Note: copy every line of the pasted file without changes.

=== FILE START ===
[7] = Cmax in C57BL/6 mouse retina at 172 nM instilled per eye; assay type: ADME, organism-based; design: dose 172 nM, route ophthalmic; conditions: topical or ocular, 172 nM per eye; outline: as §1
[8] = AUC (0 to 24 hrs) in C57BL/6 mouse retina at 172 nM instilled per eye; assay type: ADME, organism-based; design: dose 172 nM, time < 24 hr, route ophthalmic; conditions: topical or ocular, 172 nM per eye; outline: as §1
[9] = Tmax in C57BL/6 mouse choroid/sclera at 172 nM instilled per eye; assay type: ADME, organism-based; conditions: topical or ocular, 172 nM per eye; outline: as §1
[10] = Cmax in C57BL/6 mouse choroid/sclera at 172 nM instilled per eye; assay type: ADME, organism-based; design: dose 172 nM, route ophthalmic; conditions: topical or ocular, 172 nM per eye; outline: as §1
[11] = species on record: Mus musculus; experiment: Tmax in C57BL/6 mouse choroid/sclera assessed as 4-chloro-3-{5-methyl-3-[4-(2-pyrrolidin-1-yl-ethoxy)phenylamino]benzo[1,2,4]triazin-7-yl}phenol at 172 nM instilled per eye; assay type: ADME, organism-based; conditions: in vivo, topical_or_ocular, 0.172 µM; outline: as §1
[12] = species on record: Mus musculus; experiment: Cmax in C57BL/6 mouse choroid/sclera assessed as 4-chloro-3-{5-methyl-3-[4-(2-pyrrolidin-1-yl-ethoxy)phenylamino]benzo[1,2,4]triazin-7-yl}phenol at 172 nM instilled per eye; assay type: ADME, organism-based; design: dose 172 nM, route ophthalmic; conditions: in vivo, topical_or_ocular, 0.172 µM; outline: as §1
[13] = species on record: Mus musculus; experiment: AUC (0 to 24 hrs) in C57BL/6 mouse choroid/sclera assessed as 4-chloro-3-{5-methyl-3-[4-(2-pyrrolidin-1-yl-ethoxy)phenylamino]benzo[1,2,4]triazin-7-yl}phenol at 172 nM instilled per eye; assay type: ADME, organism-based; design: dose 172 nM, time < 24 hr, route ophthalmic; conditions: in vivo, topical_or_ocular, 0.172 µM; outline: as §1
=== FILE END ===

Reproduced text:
[7] = Cmax in C57BL/6 mouse retina at 172 nM instilled per eye; assay type: ADME, organism-based; design: dose 172 nM, route ophthalmic; conditions: topical or ocular, 172 nM per eye; outline: as §1
[8] = AUC (0 to 24 hrs) in C57BL/6 mouse retina at 172 nM instilled per eye; assay type: ADME, organism-based; design: dose 172 nM, time < 24 hr, route ophthalmic; conditions: topical or ocular, 172 nM per eye; outline: as §1
[9] = Tmax in C57BL/6 mouse choroid/sclera at 172 nM instilled per eye; assay type: ADME, organism-based; conditions: topical or ocular, 172 nM per eye; outline: as §1
[10] = Cmax in C57BL/6 mouse choroid/sclera at 172 nM instilled per eye; assay type: ADME, organism-based; design: dose 172 nM, route ophthalmic; conditions: topical or ocular, 172 nM per eye; outline: as §1
[11] = species on record: Mus musculus; experiment: Tmax in C57BL/6 mouse choroid/sclera assessed as 4-chloro-3-{5-methyl-3-[4-(2-pyrrolidin-1-yl-ethoxy)phenylamino]benzo[1,2,4]triazin-7-yl}phenol at 172 nM instilled per eye; assay type: ADME, organism-based; conditions: in vivo, topical_or_ocular, 0.172 µM; outline: as §1
[12] = species on record: Mus musculus; experiment: Cmax in C57BL/6 mouse choroid/sclera assessed as 4-chloro-3-{5-methyl-3-[4-(2-pyrrolidin-1-yl-ethoxy)phenylamino]benzo[1,2,4]triazin-7-yl}phenol at 172 nM instilled per eye; assay type: ADME, organism-based; design: dose 172 nM, route ophthalmic; conditions: in vivo, topical_or_ocular, 0.172 µM; outline: as §1
[13] = species on record: Mus musculus; experiment: AUC (0 to 24 hrs) in C57BL/6 mouse choroid/sclera assessed as 4-chloro-3-{5-methyl-3-[4-(2-pyrrolidin-1-yl-ethoxy)phenylamino]benzo[1,2,4]triazin-7-yl}phenol at 172 nM instilled per eye; assay type: ADME, organism-based; design: dose 172 nM, time < 24 hr, route ophthalmic; conditions: in vivo, topical_or_ocular, 0.172 µM; outline: as §1